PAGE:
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Re: [PATCH v8 5/9] seccomp: split mode set routines

To: Andy Lutomirski <>
Subject: Re: [PATCH v8 5/9] seccomp: split mode set routines
From: Kees Cook <>
Date: Fri, 27 Jun 2014 11:52:31 -0700
Cc: Oleg Nesterov <>, LKML <>, "Michael Kerrisk (man-pages)" <>, Alexei Starovoitov <>, Andrew Morton <>, Daniel Borkmann <>, Will Drewry <>, Julien Tinnes <>, David Drysdale <>, Linux API <>, "" <>, "" <>,, linux-arch <>, linux-security-module <>
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On Fri, Jun 27, 2014 at 11:39 AM, Andy Lutomirski <> wrote:
> On Fri, Jun 27, 2014 at 11:33 AM, Kees Cook <> wrote:
>> On Wed, Jun 25, 2014 at 11:07 AM, Andy Lutomirski <> 
>> wrote:
>>> On Wed, Jun 25, 2014 at 11:00 AM, Kees Cook <> wrote:
>>>> On Wed, Jun 25, 2014 at 10:51 AM, Oleg Nesterov <> wrote:
>>>>> On 06/25, Andy Lutomirski wrote:
>>>>>> On Wed, Jun 25, 2014 at 10:32 AM, Oleg Nesterov <> wrote:
>>>>>> > On 06/25, Andy Lutomirski wrote:
>>>>>> >>
>>>>>> >> Write the filter, then smp_mb (or maybe a weaker barrier is okay),
>>>>>> >> then set the bit.
>>>>>> >
>>>>>> > Yes, exactly, this is what I meant. Plas rmb() in __secure_computing().
>>>>>> >
>>>>>> > But I still can't understand the rest of your discussion about the
>>>>>> > ordering we need ;)
>>>>>> Let me try again from scratch.
>>>>>> Currently there are three relevant variables: TIF_SECCOMP,
>>>>>> seccomp.mode, and seccomp.filter.  __secure_computing needs
>>>>>> seccomp.mode and seccomp.filter to be in sync, and it wants (but
>>>>>> doesn't really need) TIF_SECCOMP to be in sync as well.
>>>>>> My suggestion is to rearrange it a bit.  Move mode into seccomp.filter
>>>>>> (so that filter == NULL implies no seccomp) and don't check
>>>> This would require that we reimplement mode 1 seccomp via mode 2
>>>> filters. Which isn't too hard, but may add complexity.
>>>>>> TIF_SECCOMP in secure_computing.  Then turning on seccomp is entirely
>>>>>> atomic except for the fact that the seccomp hooks won't be called if
>>>>>> filter != NULL but !TIF_SECCOMP.  This removes all ordering
>>>>>> requirements.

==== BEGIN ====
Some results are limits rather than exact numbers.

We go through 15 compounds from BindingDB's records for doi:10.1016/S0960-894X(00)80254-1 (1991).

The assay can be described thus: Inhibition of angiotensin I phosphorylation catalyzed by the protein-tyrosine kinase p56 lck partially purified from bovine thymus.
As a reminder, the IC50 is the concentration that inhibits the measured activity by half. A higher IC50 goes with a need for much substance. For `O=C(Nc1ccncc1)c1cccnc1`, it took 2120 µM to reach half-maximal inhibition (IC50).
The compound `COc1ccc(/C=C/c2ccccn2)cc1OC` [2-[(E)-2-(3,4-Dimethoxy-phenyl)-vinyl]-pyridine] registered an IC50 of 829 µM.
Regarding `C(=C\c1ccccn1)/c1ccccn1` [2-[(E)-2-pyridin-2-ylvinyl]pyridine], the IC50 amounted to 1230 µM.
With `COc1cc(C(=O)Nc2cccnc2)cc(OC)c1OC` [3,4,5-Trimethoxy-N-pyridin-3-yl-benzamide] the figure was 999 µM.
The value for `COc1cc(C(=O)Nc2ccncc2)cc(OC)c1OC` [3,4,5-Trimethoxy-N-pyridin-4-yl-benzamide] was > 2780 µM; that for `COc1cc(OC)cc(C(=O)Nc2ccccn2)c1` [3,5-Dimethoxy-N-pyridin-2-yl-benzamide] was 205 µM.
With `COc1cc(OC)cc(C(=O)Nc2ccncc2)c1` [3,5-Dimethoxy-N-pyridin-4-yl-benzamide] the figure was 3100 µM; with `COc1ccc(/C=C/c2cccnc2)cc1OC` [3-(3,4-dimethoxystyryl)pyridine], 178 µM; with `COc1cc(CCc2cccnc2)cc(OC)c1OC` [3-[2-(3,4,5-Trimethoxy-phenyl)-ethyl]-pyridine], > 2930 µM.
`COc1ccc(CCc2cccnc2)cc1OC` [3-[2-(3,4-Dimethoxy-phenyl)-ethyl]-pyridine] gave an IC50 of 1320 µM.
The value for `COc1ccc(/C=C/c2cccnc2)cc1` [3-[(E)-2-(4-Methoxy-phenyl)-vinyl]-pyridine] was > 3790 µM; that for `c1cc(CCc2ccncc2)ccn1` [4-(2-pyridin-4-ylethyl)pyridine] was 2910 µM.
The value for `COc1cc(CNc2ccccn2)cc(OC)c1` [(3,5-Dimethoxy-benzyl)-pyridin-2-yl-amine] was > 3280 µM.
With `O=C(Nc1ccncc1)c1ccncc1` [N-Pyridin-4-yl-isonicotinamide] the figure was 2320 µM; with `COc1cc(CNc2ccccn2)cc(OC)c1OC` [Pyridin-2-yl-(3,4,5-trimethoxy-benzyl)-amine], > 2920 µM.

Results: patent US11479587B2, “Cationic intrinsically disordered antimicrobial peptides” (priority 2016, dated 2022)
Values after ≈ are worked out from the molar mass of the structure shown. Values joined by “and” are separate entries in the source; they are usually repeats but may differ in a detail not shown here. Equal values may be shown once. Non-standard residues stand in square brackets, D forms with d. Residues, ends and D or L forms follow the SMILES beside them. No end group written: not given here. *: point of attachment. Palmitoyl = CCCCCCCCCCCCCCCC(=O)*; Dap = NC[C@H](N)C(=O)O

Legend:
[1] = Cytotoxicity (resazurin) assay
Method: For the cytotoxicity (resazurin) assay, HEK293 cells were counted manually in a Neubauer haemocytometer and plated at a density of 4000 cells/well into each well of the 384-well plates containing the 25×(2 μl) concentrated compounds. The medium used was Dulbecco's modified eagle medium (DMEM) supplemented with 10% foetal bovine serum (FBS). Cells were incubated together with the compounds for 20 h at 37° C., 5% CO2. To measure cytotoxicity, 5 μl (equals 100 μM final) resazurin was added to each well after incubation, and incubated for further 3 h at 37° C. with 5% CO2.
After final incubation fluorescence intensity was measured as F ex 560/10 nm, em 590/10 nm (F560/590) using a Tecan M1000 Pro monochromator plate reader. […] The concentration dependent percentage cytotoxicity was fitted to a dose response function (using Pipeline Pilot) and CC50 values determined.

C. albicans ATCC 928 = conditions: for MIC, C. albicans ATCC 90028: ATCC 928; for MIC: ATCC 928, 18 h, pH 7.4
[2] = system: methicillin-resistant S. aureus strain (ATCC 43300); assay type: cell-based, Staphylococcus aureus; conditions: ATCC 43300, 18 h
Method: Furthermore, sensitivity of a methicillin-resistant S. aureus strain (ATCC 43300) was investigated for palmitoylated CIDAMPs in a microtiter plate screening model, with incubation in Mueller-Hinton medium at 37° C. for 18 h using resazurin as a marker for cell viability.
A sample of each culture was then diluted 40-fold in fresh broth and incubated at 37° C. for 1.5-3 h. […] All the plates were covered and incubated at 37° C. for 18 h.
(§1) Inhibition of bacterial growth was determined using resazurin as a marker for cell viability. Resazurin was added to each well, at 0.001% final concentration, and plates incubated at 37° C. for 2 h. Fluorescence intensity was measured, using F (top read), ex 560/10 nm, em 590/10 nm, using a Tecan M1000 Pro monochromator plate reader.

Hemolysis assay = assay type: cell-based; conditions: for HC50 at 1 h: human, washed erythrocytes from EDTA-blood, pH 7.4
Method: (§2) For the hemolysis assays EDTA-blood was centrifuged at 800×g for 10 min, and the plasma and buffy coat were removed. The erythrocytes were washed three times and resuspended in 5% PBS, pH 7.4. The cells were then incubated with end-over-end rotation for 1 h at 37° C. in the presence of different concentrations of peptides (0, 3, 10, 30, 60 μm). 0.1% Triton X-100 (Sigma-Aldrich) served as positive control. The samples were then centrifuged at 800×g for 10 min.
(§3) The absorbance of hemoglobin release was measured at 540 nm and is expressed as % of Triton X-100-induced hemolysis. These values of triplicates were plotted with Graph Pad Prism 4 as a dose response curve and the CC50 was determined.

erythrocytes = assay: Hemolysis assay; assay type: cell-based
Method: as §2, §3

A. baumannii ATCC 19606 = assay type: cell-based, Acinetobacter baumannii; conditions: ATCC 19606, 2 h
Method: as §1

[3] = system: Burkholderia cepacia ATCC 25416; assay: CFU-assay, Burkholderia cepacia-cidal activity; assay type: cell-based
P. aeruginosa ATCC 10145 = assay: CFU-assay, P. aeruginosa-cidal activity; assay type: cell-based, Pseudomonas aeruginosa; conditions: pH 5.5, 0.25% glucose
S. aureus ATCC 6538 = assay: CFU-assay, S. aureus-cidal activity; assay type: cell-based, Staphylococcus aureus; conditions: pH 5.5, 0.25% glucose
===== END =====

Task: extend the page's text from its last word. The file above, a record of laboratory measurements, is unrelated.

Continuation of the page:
>>>>> Ah, got it, thanks. Perhaps I missed somehing, but to me this looks like
>>>>> unnecessary complication at first glance.
>>>>> We alredy have TIF_SECCOMP, we need it anyway, and we should only care
>>>>> about the case when this bit is actually set, so that we can race with
>>>>> the 1st call of __secure_computing().
>>>>> Otherwise we are fine: we can miss the new filter anyway, ->mode can't
>>>>> be changed it is already nonzero.
>>>>>> Alternatively, __secure_computing could still BUG_ON(!seccomp.filter).
>>>>>> In that case, filter needs to be set before TIF_SECCOMP is set, but
>>>>>> that's straightforward.
>>>>> Yep. And this is how seccomp_assign_mode() already works? It is called
>>>>> after we change ->filter chain, it changes ->mode before set(TIF_SECCOMP)
>>>>> just it lacks a barrier.
>>>> Right, I think the best solution is to add the barrier. I was
>>>> concerned that adding the read barrier in secure_computing would have
>>>> a performance impact, though.
>>> I can't speak for ARM, but I think that all of the read barriers are
>>> essentially free on x86.  (smp_mb is a very different story, but that
>>> shouldn't be needed here.)
>> It looks like SMP ARM issues dsb for rmb, which seems a bit expensive.
>> If I skip the rmb in the secure_computing call before checking mode,
>> it sounds like I run the risk of racing an out-of-order TIF_SECCOMP vs
>> mode and filter. This seems unlikely to me, given an addition of the
>> smp_mb__before_atomic() during the seccomp_assign_mode()? I guess I
>> don't have a sense of how aggressively ARM might do data caching in
>> this area. Could the other thread actually see TIF_SECCOMP get set but
>> still have an out of date copy of seccomp.mode?
>> I really want to avoid adding anything to the secure_computing()
>> execution path. :(
> Hence my suggestion to make the ordering not matter.  No ordering
> requirement, no barriers.

I may be misunderstanding something, but I think there's still an
ordering problem. We'll have TIF_SECCOMP already, so if we enter
secure_computing with a NULL filter, we'll kill the process.

Merging .mode and .filter would remove one of the race failure paths:
having TIF_SECCOMP and not having a mode set (leading to BUG). With
the merge, we could still race and land in the same place as have
TIF_SECCOMP and mode==2, but filter==NULL, leading to WARN and kill.

I guess the question is how large is the race risk on ARM? Is it
possible to have TIF_SECCOMP that far out of sync for the thread?


Kees Cook
Chrome OS Security

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